MISSOULA — A former University of Montana soccer coach, whose use of a university-issued cellphone to text escort services in Las Vegas led to his firing, has appealed the Missoula County District Court’s decision to dismiss his defamation suit against the flagship.
Mark Plakorus, who coached the women’s soccer team for seasons spanning from 2011 through 2017, submitted his appeal to the Montana State Supreme Court on Jan. 6. Among his complaints, Plakorus alleges that the university violated his right to privacy, and defamed him.
Following complaints from UM soccer players that Plakorus texted them to excess and late at night, a review of Plakorus’ phone records by athletic directors showed he’d been in contact with escort services during trips to Las Vegas in 2015, 2016 and 2017. The university announced in January 2018 that it would not renew his contract.
After that the announcement, university athletic directors told the Missoulian that although UM’s Title IX Office of Equal Opportunity and Affirmative Action helped with the process by conducting a "climate survey" with soccer players, no official investigation was launched.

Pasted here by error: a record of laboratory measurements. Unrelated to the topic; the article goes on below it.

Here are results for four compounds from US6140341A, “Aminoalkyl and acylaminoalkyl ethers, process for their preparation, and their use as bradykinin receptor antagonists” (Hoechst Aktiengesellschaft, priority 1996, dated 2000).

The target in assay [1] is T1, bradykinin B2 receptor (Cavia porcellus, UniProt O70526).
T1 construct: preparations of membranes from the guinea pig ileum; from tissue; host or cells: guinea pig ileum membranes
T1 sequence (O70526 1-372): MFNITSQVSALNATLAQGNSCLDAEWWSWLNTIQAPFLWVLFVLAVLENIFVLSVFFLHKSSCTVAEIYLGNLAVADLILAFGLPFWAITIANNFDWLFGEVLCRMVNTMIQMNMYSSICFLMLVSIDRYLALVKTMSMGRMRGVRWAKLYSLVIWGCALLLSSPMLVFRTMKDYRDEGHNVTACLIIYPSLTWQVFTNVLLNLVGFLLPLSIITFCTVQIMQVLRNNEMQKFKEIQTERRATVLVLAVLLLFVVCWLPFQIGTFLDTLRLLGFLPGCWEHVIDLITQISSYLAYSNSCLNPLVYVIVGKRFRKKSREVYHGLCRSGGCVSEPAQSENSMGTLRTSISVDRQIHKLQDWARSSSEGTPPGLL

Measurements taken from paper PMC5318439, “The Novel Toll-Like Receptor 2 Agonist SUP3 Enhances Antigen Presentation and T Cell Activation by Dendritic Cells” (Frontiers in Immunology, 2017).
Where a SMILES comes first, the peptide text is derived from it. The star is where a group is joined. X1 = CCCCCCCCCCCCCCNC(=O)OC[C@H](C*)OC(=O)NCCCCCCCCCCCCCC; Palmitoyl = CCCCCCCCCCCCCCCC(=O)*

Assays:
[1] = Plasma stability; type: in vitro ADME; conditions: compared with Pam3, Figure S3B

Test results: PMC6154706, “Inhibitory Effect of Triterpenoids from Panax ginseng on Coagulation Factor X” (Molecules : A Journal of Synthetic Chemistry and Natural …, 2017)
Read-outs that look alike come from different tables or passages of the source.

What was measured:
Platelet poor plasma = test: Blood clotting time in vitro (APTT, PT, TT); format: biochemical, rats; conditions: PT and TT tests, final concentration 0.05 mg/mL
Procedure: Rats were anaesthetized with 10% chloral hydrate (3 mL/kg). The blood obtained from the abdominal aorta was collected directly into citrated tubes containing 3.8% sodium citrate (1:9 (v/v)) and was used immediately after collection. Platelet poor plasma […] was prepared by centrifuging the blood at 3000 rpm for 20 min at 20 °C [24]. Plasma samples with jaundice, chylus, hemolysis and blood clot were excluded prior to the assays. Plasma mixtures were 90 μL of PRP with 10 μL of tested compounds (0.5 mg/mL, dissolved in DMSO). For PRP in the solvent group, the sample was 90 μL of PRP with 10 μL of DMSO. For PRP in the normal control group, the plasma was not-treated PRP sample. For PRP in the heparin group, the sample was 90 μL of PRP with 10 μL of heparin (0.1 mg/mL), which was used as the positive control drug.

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In a phone interview with the Missoulian following his dismissal, Plakorus said that he made a mistake by using the university’s phone, but what he did with his personal time was his own business.
Plakorus’ lawsuit, filed in May 2019 and asking a jury to determine a suitable amount for damages, alleges that the university “wrongfully implied that Plakorus committed acts of sexual misconduct,” and hindered his employment prospects in its handling of his ouster.
A Missoula judge dismissed the case in December 2019 after lawyers from the university said Plakorus had not used all of the “grievance remedies” in his contract before resorting to a lawsuit.
“I don’t think there was ever any doubt in his mind that we would appeal the court’s decision,” said Quentin M. Rhoades, who represents Plakorus.
According to Rhoades, the foundation of Plakorus’ suit is not a contract claim, but rather his constitutional right to privacy.
Rhoades said he anticipates a decision from the Montana Supreme Court on whether to reverse the decision in about a year.